Late last night, I found myself scrolling through the Instagram @OlsenInfluence, which claims to share “daily, rare, and latest Olsens.” The account has over 54,000 followers, which is not a ton but also not a small number, so I was ashamed at myself for never having stumbled across it before. But this is the nature of the Olsen twins: they are needles in a haystack.
Any photo of the Olsen twins is a reminder of just how much they loathe being in the public eye. Attention is disgusting to them, which is why they rarely make appearances, and when they do, they tend to hide themselves behind enormous sunglasses, bags, and coats. Granted, they are also two teeny-tiny people, so everything looks oversize on them. But their style seems to be a reflection of their overall stance on life, which is: you cannot see me, and therefore you cannot have me.
Perhaps this explains why no one seems to have considered Mary-Kate and Ashley Olsen as replacements for Phoebe Philo at Céline, despite the fact that they are mind-bogglingly perfect for the job. This realization hit me like a ton of bricks at approximately 9:09 p.m. last night, and I did what most people do when they have a brilliant idea and no one to tell it to: I tweeted it. The responses I’ve gotten in the hours since confirm that this idea is not only brilliant, but also not something anyone else has thought of, either.
Of course, this idea is rendered moot by the fact that Hedi Slimane was announced as Phoebe Philo’s replacement on Sunday. But I still think it’s worth considering. After all, you never know how long that guy’s gonna last.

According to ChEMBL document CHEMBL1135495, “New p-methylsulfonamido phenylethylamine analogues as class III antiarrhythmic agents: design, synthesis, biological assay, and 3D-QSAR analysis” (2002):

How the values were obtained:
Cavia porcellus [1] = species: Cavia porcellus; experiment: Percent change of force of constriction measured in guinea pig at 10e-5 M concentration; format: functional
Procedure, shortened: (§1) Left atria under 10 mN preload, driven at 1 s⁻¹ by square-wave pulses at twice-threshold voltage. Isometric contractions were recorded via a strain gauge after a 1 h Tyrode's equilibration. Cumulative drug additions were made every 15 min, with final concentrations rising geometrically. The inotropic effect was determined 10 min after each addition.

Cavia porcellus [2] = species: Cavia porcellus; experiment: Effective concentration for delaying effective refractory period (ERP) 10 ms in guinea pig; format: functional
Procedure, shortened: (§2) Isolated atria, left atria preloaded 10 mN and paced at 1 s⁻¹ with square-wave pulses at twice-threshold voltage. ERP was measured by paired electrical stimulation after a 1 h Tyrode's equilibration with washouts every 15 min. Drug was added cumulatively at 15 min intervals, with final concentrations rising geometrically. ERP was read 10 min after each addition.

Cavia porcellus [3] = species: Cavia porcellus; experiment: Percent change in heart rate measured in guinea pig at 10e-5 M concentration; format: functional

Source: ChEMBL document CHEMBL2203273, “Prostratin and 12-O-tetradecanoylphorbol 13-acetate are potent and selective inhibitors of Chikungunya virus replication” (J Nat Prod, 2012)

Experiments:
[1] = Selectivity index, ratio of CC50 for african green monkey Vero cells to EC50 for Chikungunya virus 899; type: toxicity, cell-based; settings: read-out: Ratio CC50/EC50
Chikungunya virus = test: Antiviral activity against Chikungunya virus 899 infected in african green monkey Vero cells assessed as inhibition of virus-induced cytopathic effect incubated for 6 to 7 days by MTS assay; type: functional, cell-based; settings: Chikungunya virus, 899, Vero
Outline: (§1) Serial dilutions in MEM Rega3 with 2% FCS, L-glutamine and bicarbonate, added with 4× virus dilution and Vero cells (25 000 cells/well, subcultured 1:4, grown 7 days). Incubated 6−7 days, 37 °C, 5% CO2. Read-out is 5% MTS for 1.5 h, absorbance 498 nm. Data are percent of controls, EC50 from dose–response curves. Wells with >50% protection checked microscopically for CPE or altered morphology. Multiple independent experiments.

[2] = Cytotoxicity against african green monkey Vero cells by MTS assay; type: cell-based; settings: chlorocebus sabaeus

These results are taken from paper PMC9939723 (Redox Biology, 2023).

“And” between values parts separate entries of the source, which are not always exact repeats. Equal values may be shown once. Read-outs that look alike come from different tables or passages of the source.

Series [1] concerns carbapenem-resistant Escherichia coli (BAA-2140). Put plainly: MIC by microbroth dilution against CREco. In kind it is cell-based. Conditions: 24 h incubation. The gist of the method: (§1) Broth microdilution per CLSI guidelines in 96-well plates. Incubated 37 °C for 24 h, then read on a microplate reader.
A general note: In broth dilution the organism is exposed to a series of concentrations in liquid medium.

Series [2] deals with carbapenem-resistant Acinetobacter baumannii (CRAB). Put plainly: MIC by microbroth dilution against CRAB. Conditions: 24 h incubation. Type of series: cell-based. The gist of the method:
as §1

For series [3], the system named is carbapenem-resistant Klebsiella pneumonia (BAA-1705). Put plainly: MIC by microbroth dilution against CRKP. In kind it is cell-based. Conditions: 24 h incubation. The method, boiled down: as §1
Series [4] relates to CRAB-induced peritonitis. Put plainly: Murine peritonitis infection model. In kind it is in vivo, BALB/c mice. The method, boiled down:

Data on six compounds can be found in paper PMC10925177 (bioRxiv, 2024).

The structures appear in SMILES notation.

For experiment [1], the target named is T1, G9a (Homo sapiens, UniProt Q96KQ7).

First of all, the Olsen twins love Céline. They’ve been spotted wearing Céline sunglasses, carrying Céline bags, and bundling up in Céline coats. They fawn over Céline in interviews. (Hedi Slimane photographed them for this one.) Mary-Kate once told Vogue that she was wearing Céline sandals “because Ashley took mine,” meaning a pair she’d designed for their label the Row. (They’ve also been spotted wearing Birkenstock sandals with socks, which feels extremely Céline.) They’re a living, breathing Céline ad.
The Olsens stopped wearing so much Céline when they founded the Row in 2006. But that’s because the Row looks a lot like Céline. This isn’t a dig at the Row, just a testament to the fact that the Olsen twins and Phoebe Philo share an aesthetic. Descriptors of their clothes are interchangeable: they are un-fussy and sophisticated — casual, yet deeply luxurious. Most importantly, they are a reflection of what women want to wear “beyond the male gaze,” or in the Olsen’s case, beyond the attention of paparazzi.
Beyond fashion, the Olsens seem to have the right lifestyle to take over a French house like Céline. Mary-Kate is married to Olivier Sarkozy, the brother of the former president of France. And between the two of them, they smoke enough cigarettes to be given a French passport.
But it’s too much work, you say. They aren’t commercial enough, you say. Consider this, though: In addition to the Row, the Olsen twins also launched Elizabeth and James, a contemporary, more affordable line, in 2007. They’ve also been working since they were six months old. They can handle this.
Finally, they’re the Olsen twins. We may not ever see and hear from them, but even after all this time, they still hold a special place in our hearts. (And on Instagram.) Even if millennial customers weren’t born when Full House first aired, I can bet you they would buy whatever the Olsen twins are selling. Maybe not billions of dollars worth, like LVMH wants, but it would be so good. I’m sure of it.